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Outside Brooklyn Bowl Nashville

The pandemic still isn’t over, but I’m grateful to have seen a few shows in person since venues began to reopen. Even with COVID-19’s Delta variant still around, the twinge of unease I get when going out feels manageable, so long as I wear a mask and keep my distance. And I can pretty quickly go back to enjoying just being there — hearing snippets of conversation and little riffs at sound check, being part of the crowd when we grow silent in recognition that something extra special is happening.

I have a lot of folks to thank for making this possible. That includes venue management who made the decision to require proof of vaccination or a negative COVID test, and the fans, musicians and staffers who are happy to comply. It includes musicians who took on the burden of demanding this safeguard before it became common, even if it shouldn’t have been their responsibility.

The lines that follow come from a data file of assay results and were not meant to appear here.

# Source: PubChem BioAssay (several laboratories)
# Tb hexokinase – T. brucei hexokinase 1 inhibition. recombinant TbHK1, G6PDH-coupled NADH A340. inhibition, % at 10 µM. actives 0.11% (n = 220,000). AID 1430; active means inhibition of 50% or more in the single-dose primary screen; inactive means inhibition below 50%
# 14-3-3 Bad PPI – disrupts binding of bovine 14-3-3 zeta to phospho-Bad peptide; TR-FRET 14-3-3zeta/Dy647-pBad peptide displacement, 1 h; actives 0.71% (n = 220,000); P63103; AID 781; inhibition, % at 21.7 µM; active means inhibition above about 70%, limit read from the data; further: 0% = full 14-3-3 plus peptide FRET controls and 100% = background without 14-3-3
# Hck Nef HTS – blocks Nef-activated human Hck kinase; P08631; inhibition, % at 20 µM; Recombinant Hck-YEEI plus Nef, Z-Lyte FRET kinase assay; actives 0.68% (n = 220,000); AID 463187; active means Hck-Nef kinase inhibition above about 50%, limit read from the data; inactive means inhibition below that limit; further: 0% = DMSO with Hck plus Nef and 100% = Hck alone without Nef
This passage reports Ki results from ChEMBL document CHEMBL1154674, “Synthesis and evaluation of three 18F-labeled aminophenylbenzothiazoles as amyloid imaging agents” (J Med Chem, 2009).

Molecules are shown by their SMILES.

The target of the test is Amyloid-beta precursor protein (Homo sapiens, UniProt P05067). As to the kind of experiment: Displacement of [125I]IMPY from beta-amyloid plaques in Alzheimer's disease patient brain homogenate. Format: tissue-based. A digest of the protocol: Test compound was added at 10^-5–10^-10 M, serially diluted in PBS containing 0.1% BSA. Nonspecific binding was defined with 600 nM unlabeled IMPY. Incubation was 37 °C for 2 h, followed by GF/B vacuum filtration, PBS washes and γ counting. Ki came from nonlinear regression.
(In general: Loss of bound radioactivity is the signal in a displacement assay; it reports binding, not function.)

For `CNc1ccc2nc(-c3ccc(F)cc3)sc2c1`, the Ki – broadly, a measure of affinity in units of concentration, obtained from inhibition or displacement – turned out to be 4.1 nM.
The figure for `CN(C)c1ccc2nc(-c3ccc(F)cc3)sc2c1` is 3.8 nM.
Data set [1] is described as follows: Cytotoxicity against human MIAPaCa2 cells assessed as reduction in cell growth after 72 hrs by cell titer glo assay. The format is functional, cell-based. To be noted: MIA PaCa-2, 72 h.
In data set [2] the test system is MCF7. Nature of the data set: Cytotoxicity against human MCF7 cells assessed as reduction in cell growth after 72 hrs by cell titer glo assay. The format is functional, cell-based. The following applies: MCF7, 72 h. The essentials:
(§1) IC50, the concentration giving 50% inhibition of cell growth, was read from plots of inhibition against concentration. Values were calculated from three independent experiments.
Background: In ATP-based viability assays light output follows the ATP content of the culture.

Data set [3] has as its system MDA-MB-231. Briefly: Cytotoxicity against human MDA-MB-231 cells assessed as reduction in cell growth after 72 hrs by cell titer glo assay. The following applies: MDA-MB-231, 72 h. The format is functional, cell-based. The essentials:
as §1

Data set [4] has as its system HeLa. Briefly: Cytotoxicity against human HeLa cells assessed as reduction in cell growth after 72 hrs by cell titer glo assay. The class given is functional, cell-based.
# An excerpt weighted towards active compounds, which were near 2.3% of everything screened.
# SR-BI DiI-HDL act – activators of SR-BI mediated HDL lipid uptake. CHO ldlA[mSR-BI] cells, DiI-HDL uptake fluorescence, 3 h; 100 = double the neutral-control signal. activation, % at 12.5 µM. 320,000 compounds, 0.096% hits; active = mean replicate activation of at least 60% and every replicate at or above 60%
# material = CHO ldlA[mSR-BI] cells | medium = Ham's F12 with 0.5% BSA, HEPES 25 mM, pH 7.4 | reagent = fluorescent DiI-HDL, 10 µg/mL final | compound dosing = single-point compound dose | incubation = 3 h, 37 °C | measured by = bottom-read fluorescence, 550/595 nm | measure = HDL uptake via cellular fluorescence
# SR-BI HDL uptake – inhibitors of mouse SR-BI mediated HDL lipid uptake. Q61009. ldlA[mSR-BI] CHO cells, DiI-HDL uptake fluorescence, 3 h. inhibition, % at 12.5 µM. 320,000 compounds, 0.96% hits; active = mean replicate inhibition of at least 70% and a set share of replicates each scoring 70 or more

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Bully plays for a mostly masked crowd at Mercy Lounge, Aug. 14, 2021

And I’d most especially like to thank the folks who work the door at venues, who are right there on the front line every night. For the most part, it seems like people who want to see shows safely are happy to get with the program, but when they’re not, it’s you, doorpeople, who take the full force of their tantrums. It’s you who have to interpret a Rosetta Stone’s worth of vaccination proofs and test results and keep the line moving as fast as possible — all while translating slurred mumbles, scanning tickets or taking cash, and juggling industry folks, journos and the like who are on the guest list. (Not to mention randos who think they ought to be on the guest list.)

Without the work you’re doing, I’d be stuck where I was this time last year: sitting on my couch, staring at musicians on the screen, wishing I was in the room. I can’t thank you enough.

Stephen Trageser

Music Editor, Nashville Scene

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